Forensics: Digging for the Truth

Forensics: Digging for the Truth

There are a variety of different types of nursing fields that you could choose to work in. It can be very overwhelming at first, but if you have two different passions you would like to combine then it can actually be quite simple. Depending on how much time you have to spend in school, you may want to start out as an LPN. Or you may want to go as far as to become a forensic nurse. Regardless, they are equally important and have lots of opportunities available.

Forensic Nursing

With the growing use of technology in crime solving, forensic nurses have to know how to properly collect evidence so it can be examined and used in court. Being an expert witness for the court is just part of the duties of forensic nurses. Caregivers with an interest in detective work and the law could investigate a career in forensic nursing. Forensic means pertaining to the law.

Forensic nurses provide health care to patients who are likely to enter the court system. Victims of assault, abuse and neglect quickly learn about forensic nurses. Forensic nurses may also have suspected criminals and prisoners as patients. These highly trained registered nurses (RNs) usually have experience in emergency room nursing. They ensure that evidence is collected properly and can be used in court. Like all RNs, they must teach patients about medical conditions and give advice and emotional support.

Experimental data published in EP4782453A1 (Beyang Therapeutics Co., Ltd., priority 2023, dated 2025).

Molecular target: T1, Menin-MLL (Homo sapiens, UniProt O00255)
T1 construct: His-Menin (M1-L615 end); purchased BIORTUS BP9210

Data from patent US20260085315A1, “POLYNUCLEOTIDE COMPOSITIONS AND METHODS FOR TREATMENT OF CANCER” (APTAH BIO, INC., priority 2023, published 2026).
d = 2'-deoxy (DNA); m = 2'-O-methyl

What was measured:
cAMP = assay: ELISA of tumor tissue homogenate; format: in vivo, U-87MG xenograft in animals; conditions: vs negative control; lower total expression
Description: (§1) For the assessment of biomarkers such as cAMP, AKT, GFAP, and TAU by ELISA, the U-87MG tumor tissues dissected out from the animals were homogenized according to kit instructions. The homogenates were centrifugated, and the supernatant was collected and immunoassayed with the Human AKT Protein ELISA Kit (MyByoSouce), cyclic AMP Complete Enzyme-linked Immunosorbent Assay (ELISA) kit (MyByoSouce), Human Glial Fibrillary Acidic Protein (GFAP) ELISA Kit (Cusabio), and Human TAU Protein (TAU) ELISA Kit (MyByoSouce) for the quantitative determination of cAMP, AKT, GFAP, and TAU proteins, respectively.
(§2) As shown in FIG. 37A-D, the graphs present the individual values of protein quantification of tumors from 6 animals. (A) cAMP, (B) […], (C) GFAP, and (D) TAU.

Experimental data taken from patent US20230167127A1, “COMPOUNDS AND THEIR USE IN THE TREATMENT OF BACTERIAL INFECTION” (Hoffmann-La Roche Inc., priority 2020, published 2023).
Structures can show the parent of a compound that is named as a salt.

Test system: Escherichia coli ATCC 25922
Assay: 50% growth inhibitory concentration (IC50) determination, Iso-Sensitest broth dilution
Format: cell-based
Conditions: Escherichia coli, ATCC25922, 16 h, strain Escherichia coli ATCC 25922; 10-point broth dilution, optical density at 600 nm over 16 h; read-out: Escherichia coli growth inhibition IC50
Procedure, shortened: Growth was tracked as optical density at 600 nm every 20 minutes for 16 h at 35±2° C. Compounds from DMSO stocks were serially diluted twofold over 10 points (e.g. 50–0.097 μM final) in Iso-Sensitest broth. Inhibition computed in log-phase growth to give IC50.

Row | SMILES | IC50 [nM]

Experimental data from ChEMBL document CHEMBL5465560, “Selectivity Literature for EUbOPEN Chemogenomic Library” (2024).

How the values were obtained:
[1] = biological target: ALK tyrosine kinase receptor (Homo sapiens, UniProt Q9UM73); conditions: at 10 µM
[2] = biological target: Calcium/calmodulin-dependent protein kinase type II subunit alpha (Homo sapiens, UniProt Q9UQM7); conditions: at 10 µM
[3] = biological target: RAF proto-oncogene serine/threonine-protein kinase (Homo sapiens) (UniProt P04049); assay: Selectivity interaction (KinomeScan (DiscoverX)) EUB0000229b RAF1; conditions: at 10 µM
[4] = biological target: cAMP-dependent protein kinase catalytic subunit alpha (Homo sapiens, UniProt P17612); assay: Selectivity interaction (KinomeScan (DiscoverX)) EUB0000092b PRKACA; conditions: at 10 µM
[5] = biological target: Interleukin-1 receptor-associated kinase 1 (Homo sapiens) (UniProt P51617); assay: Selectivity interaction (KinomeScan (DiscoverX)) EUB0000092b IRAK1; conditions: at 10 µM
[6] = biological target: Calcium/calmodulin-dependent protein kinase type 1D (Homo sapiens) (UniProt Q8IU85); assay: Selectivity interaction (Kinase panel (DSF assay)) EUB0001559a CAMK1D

Nurse Practitioners

Licensed practical and licensed vocational nurse (LPN or LVN) jobs are actually the same role despite the slight difference in name. The LVN title is only used in Texas and California. The job involves a variety of daily tasks ranging from dressing wounds to feeding infants. Most LPNs are trained to work in all aspects of health care, but there are some who specialize in certain areas.

LPNs/LVNs can be found in all kinds of medical settings, like hospitals, clinics, physicians’ offices, nursing homes and even in a patient’s own home. While the general LPN role doesn’t change, there can be variations in your duties depending on where you work. For example, LPNs/LVNs in a physician’s office may do some administrative tasks like making appointments, whereas an LPN in a hospital may find themselves with more advanced nursing responsibilities in an emergency room.

How long does it take to become a nurse practitioner?

It typically takes about four years to become a nurse practitioner.

There are so many different types of nurses that the world is full of. No matter which field you choose to study, you will always find what you are looking for. Do plenty of research to make sure you have found the right program for you.

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